After viral video showed a man pinned on the ground by officers on OU's campus, Norman Police conducted a thorough review of policy and tactics. But the agency again says the force used was justified in making an arrest.
Norman Police says their review shows there are two sides to every story. Though many students felt the force was excessive, officers say they were well within their means.
The cell phone video showing 23-year-old Willie Cannon wailing on OU's campus as officers are on top of him, quickly went viral.
"Just seeing him on the ground like that screaming and hollering definitely struck a chord inside that it could've easily been me on the ground like that," said OU junior, Briana Jones.
Many students thought the force used by Norman Police officers then on Sept. 8, was over the top, but Norman Police say that was far from the case.
"If you walked into that one minute segment and that's all you saw, you would say, ‘Oh my gosh, that looks bad,' and the fact is no use of force looks good," said Norman Police Capt. Tom Easley.
Easley says Cannon had been served a trespassing document from campus police, but would not sign it and resisted arrest, so officers used a taser and knee strikes, which they found reasonable.
“That didn't work either. None of the techniques that we use on him actually worked to get him to release and let his hands come out, despite his protest and yells for help. On video, he has both of his hands and arms under his body, Easley said.
“So ultimately, what the three officers did was they managed to physically force his hands out and around and behind his back."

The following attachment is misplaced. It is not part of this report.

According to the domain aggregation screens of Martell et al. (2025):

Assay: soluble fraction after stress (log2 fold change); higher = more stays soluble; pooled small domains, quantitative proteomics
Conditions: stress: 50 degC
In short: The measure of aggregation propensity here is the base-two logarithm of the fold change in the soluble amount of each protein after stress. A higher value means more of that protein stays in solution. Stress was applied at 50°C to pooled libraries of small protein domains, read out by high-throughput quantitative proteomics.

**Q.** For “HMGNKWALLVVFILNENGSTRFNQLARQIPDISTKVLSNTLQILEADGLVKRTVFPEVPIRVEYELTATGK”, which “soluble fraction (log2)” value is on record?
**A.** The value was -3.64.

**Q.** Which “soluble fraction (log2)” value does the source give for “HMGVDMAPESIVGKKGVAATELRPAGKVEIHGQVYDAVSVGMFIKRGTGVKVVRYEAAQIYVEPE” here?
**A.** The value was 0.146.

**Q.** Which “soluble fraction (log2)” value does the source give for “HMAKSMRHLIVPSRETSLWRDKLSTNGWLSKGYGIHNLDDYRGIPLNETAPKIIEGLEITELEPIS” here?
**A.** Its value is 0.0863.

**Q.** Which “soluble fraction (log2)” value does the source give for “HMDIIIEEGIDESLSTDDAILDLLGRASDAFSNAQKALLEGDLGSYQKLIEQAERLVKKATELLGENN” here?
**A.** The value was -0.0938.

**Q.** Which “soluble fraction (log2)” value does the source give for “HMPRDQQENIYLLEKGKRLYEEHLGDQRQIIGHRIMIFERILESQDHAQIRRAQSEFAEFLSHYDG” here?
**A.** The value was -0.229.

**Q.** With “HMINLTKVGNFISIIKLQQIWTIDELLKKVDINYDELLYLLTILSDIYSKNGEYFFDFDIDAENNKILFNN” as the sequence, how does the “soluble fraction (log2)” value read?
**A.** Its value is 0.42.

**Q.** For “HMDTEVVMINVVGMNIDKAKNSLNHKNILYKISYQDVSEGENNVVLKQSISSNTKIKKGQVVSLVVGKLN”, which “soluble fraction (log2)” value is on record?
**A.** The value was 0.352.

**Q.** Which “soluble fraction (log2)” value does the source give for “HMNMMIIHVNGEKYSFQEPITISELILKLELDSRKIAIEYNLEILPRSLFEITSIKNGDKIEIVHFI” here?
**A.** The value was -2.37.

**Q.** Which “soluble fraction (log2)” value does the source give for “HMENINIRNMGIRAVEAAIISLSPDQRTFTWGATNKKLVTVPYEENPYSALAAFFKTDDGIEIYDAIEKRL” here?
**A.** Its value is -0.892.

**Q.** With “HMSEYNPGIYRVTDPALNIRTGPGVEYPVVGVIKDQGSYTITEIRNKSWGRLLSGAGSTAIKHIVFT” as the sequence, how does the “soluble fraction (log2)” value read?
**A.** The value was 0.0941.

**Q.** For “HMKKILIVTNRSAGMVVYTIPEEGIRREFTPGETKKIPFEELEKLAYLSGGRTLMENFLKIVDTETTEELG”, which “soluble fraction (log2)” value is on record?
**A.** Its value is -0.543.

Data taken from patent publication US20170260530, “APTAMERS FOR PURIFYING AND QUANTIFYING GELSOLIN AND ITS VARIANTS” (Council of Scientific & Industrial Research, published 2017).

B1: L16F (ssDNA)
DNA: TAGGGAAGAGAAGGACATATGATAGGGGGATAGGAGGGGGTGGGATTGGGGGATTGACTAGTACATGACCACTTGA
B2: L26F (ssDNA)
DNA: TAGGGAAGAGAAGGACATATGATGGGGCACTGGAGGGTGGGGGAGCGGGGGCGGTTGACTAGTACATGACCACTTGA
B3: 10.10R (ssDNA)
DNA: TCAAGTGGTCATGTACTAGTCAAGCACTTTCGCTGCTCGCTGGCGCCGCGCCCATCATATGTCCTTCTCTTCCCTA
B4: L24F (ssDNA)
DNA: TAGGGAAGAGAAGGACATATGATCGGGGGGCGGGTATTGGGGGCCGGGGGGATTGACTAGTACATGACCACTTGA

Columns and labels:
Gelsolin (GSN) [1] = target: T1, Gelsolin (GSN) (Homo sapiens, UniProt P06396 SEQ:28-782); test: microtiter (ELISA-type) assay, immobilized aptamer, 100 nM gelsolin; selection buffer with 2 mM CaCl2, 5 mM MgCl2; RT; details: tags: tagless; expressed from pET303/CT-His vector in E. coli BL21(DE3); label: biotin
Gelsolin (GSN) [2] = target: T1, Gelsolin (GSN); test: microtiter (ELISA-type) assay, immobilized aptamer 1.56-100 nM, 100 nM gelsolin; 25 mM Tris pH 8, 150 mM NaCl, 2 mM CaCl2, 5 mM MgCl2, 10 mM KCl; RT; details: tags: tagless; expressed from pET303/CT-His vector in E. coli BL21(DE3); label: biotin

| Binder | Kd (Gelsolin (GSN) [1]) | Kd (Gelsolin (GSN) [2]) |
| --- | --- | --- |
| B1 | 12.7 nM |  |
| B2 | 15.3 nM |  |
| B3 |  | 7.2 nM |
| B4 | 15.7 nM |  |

In the department's “Use of Force Review,” Norman Police officers evaluated a 20-minute audio recording, the video, defensive tactics, professional standards, police reports and department policy, and state law.
Norman Police submitted an 8-page comprehensive report to the police chief, who concluded that the force used was reasonable under the law and department policy.
Even deputies say in Cannon's mug shot he would not cooperate and hold up his head. After learning more about Cannon's actions, student opinion has started to change.
“It made me believe that their force was slightly necessary, but the extent of the force was still questionable in my mind,” Jones said.
"If it was just something where he was looking at people, then I don't know that necessarily violence was the right thing to do. But again, I trust the police. I think that they're here to help us," said OU freshman Rebecca Walters.
Cannon, who has been arrested three times this year, is still being held in the Cleveland County Detention Center. He is due back in court Tuesday.